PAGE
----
What inspired you to write The Dordogne Deception? While writing postcards in our rented castle in the Dordogne region of France, the turret tower where I sat was struck by lightning. Jolts of charged energy surged through my body. Terrified and unable to sleep that night, a romantic suspense was born, The Dordogne Deception.
Please summarize your book
In The Dordogne Deception, an attractive female executive escapes from San Francisco to a castle in Southwestern France to heal the wounds from her unforeseen divorce. A cunning guest charms the new owner of the castle, luring her toward a deadly deception. A retired detective residing in the English Cotswolds investigates an improbable accidental death leading him to the French castle where he prevents a murder and discovers love in the outcome.
What is the overall theme of The Dordogne Deception?
By overcoming life’s obstacles, we gain strength. The mere desire to find love and be loved is not sufficient—trust and truth are essential components of love, helping us to overcome loss and deception.
Where does this book take place?
The Dordogne, in the Southwestern Perigord region of France.
Who are the main characters and why are they important to the story?
Attractive, honey-haired Cherise Eden, hurting from her painful divorce, escapes to the Dordogne in France. We follow her journey as she purchases a historic castle and begins a new life as the owner of the bed & breakfast Chateau Roufillay. The reader cheers and embraces Cherise as she faces the challenge to find love and empowerment.
François Delacroix, is motivated solely by money and has no moral compass. His past actions motivate his strategy to make Cherise his unwitting next target. He uses his good looks and savoir-faire to ensnare his victims.
Brett Maxfield is a beguiling hero. A retired Scotland Yard detective, Brett’s humble and humorous character serves as a counterpoint to the insincere imposter, Francois Delacroix. Brett carries pain and loss within and Cherise is attracted to his candor, sense of humor and authenticity.
Why do you think that this book will appeal to readers?
The Dordogne Deception will satisfy the reader’s taste for a good romantic suspense. All the elements are there—elegant European settings, an appealing heroine, a villainous scoundrel, deception, murder and a gratifying “happily-ever-after” conclusion.
How is your book relevant in today’s society?
With its contemporary setting in 2006, The Dordogne Deception reflects the reality that even powerful executive women make mistakes when it comes to love and romance. With perseverance and introspective honesty both men and women can find true love in their lives.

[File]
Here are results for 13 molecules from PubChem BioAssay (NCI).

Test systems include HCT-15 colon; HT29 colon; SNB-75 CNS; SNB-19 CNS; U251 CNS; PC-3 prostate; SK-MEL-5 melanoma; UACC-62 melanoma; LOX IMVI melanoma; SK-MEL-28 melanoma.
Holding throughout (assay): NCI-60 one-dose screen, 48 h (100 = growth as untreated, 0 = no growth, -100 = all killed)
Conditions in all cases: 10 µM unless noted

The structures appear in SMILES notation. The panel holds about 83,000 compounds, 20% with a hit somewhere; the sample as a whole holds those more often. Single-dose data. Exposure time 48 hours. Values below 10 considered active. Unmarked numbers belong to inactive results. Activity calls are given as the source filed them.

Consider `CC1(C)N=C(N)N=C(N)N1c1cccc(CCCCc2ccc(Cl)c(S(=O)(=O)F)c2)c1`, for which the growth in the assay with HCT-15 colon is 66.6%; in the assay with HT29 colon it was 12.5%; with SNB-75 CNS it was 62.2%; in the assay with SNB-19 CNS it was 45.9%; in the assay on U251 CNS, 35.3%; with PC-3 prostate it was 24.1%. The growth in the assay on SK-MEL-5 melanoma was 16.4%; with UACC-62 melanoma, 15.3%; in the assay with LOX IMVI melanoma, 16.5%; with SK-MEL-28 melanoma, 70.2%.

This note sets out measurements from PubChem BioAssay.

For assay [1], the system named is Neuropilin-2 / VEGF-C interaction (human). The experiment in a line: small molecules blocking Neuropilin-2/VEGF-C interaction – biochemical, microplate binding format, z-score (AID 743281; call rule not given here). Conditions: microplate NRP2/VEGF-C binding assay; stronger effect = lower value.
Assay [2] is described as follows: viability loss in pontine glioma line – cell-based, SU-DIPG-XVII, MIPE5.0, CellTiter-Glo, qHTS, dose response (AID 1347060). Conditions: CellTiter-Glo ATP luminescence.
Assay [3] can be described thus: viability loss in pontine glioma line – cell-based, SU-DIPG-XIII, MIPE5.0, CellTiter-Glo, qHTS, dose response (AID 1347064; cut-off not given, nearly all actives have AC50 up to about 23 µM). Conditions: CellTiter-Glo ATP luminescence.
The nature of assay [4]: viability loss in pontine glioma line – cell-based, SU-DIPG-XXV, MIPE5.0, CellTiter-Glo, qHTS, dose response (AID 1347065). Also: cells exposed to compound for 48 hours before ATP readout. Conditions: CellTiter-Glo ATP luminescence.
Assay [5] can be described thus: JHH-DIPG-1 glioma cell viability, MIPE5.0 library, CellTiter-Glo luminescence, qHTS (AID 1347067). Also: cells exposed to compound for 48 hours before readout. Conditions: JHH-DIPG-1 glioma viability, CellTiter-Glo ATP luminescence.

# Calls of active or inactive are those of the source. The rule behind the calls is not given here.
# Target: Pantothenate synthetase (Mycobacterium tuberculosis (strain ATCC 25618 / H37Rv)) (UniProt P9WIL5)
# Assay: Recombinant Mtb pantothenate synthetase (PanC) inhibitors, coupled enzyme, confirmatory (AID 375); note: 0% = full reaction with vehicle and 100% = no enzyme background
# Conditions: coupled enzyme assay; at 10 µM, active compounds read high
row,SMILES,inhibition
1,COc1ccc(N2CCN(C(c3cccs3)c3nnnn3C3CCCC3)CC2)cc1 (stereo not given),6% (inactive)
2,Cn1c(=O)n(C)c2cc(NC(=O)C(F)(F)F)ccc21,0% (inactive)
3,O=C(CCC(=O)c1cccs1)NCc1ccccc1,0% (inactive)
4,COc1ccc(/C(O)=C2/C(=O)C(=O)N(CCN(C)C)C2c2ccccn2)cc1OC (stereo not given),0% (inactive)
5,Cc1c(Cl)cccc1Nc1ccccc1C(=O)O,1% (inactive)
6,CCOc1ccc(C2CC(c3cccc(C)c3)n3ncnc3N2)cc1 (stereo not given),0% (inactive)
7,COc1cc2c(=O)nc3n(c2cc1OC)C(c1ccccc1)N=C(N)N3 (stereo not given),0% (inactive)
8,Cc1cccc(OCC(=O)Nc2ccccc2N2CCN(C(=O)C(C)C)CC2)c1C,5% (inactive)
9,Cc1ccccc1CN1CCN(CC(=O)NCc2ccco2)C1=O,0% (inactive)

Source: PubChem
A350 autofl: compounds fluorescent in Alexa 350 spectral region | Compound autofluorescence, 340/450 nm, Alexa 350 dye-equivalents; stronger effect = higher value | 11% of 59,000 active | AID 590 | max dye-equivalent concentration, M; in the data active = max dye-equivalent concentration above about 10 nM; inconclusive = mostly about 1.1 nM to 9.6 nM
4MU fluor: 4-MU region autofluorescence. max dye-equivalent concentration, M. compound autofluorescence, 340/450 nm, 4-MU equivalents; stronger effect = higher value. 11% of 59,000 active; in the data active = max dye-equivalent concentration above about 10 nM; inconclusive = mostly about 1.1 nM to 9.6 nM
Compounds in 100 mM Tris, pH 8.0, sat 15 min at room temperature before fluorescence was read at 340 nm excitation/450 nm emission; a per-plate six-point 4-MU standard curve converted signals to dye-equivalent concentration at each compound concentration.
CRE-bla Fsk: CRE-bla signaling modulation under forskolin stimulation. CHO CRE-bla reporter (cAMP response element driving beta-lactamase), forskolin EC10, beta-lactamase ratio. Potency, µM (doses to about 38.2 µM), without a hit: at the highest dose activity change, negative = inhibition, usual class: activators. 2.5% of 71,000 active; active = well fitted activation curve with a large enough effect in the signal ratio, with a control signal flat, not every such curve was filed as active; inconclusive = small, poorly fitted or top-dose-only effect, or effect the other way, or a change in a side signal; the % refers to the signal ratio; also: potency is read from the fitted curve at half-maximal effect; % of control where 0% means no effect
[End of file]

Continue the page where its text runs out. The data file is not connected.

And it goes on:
Is there any subject currently trending in the news that relates to your book?
In today’s ‘Sex and The City” appearance-focused mindset of young professional women, The Dordogne Deception provides a reminder that character goes much deeper than a man’s good looks and appearance of financial wealth.
What makes The Dordogne Deception different from other books like it?
Unlike a gothic romance, booklovers will recognize the contemporary problems and challenges that face the characters. Readers of The DordogneDeception will be transported to elegant, exotic and familiar locations—San Francisco, England, Switzerland and France and vicariously share Cherise’s joy of owning a castle. Following her journey of false relationships, suspense for her survival and discovery of authentic love at last provides a satisfying conclusion.
What do you want readers to take away from The Dordogne Deception?
In TheDordogne Deception we discover that decisions made during a time of vulnerability can be lethal. We all make mistakes and we are all vulnerable when we are hurting. Genuine love requires honest self-appraisal, trust and integrity.
How did you learn about the topic?
The Dordogne Deception was inspired by extensive travel over many years throughout France, England and Switzerland as well as the familiarity of living in the San Francisco Bay Area. Experiencing a fantasy week in a castle (while the owner handed us the keys and traveled to visit her children) and becoming part of life in quaint French hamlets and villages was a dream vacation.
What would you do differently next time?